JvS: Now that you’ve asked the question I remember again it was actually the other way around. How I felt about art and the art world is one thing but let’s talk instead about how I felt about art and the world. That is what lead me to the work. I placed that senstence at the end of the statement for good reason. On the one hand doing so is part of the heritage you asked me about earlier. I have in the past spoken about how Eugéne Marais can leave everything hanging until the last sentence before using it to stick a knife in and turn everything upside down. So, it is a writer’s tool that I picked up in Marais and my great-grandfatther’s generation of writers. You wait until the last sentence to stick the knife in… because I wanted to make gentle work. I did not want to make work that was agressive. I wanted to make work that felt deeply. Partly as a result of my… well, I survived a pandemic. At night my neighbours here in Sea Point would clap for the NHS in England as if they all lived there. After that they’d play Heal the World and then Andrea Bocelli and then of course Andrew Loyd Webber’s Pie Jesu. And the longer the lockdown lasted the louder they started playing their music and the less chance I saw of staying alive – not as a consequence of the lockdown but because of having to become married to a world completely void of deep, difficult work. Being subjected on a daily basis to a version of life where there is nothing complex and everything is kind of compressed into a syrupy-sweet level almost did me in.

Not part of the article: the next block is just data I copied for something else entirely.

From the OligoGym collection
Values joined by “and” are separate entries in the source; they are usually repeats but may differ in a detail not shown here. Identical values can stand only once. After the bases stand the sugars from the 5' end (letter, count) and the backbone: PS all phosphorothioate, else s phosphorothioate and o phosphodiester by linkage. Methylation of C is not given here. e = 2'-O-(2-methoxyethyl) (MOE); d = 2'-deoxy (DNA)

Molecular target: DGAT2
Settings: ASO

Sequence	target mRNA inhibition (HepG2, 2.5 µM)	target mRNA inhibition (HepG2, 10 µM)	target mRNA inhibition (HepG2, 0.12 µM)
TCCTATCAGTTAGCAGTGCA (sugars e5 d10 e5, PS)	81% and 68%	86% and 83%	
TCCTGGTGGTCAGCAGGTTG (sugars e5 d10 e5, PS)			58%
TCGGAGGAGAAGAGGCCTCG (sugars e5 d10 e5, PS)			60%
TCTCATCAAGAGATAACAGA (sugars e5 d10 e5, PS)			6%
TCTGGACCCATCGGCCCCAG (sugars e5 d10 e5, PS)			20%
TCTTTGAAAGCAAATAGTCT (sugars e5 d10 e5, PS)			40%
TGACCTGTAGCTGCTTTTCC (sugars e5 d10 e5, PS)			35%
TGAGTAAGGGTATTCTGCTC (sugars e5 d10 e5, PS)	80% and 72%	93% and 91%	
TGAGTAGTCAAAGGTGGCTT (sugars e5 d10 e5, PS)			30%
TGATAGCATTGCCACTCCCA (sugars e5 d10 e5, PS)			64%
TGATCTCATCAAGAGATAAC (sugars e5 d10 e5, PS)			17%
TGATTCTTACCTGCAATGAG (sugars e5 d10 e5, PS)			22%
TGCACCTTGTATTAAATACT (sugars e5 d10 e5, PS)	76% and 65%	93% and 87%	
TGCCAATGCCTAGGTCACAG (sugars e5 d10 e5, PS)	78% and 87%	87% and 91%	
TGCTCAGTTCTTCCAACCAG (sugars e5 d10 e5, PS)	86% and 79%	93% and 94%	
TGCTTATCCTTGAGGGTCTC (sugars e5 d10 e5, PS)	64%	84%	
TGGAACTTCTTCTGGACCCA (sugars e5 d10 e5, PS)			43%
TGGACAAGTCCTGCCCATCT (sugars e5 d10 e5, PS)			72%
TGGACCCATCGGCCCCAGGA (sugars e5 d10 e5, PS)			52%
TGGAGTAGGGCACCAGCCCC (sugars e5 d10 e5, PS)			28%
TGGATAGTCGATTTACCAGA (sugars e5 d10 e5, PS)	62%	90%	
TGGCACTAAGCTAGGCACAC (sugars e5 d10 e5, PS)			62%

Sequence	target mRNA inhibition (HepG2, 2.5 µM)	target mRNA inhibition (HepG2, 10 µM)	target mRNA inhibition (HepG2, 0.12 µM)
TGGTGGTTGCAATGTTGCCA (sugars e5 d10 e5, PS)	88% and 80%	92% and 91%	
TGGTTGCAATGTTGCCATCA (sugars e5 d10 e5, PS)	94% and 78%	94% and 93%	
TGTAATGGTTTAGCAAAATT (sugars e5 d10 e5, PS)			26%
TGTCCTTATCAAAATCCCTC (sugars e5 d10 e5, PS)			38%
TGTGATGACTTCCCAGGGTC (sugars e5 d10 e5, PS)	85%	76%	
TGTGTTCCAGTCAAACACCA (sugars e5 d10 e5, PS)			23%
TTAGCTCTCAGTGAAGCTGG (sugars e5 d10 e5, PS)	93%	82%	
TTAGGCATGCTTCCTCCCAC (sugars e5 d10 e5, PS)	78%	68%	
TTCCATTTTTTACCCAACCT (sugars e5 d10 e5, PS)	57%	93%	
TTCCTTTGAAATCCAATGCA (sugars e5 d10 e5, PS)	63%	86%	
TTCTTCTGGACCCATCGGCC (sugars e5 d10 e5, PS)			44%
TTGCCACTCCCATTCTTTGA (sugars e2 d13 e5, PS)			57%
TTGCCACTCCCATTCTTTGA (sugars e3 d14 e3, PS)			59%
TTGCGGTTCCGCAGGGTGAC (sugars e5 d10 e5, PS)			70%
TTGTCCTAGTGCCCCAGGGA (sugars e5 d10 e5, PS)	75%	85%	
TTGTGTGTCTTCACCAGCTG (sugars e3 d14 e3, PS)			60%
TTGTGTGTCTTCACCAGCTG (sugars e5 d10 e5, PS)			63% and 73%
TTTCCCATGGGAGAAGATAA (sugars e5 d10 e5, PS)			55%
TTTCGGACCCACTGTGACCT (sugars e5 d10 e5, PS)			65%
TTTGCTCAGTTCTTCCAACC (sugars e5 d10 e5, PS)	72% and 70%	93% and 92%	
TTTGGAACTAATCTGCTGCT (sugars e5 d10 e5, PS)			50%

So, with HUMDINGERS I wanted to make gentle work that would still be sharp enough to penetrate the deeper emotions in others. Why do we make art? That is a potentially super-complicated question. It is a deep question. I wouldn’t say I questioned why we make art but I did ask how we make art. That is something I contemplate a lot when I look at the messages that the Bushmen and the the Khoi left on the landscape. You know, the Bushmen and the Khoi who painted on the rocks… the technology that enabled making those paintings is not exactly matter of fact. If you start looking around online or in museums for the pigment pouches and art materials, the tools we still have that they used to leave those messages it is just unbelievable. It is unbelievably complicated. I mean, you can send someone to space in 1969 or you can make a Petroglyph or rock painting 20-,30-, 40- thousand years ago. I don’t see any diffirence in the technological advancement needed to do so. So yes, I will think of how we make art more that I will think about why. Because the why became kind of clear to me during lockdown. Being able to make sense of a day depended on whether there was art in it or not. I spoke earlier about how it is impossible for me to make sense of the world. I think I can now in a way of conclusion say that the only place I can make sense is within art. I do not expect the art world to make sense. I do not expect the world itself to make sense, and it is perhaps too much to ask of art that it makes sense. But to me, certainly, the only place where I can feel that things are sensible is within art, in painting, in drawing, in music and performance and writing. To me it is the only place where I feel I can still retain the bonds between myself, other people and society that, you know, can sustain life.
If you would like to see more of Van Schalkwyk’s work or just want to chat with him in person, visit the Suburbia Contemporary booth at the Investec Cape Town Art Fair this weekend, where he will be showing new paintings inspired by his time in Scotland.